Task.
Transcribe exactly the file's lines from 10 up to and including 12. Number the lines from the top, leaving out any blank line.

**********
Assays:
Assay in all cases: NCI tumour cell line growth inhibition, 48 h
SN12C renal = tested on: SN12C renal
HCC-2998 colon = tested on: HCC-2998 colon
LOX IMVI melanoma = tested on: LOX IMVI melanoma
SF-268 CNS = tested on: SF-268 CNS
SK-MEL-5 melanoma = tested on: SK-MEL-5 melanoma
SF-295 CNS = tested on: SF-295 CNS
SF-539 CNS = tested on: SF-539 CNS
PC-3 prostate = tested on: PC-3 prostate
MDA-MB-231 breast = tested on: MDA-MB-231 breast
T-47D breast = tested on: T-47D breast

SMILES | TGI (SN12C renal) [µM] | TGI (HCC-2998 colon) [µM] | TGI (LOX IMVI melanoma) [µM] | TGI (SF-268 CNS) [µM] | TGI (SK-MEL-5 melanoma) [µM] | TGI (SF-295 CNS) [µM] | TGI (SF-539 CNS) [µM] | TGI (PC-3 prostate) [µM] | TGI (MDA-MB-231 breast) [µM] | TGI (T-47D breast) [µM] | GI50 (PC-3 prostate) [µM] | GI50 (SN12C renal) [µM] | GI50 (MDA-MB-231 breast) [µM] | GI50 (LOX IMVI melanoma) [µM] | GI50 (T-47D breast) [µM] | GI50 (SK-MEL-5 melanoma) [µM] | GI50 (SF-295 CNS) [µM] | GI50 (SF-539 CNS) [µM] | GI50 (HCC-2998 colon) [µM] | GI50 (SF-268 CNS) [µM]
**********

PC-3 prostate = tested on: PC-3 prostate
MDA-MB-231 breast = tested on: MDA-MB-231 breast
T-47D breast = tested on: T-47D breast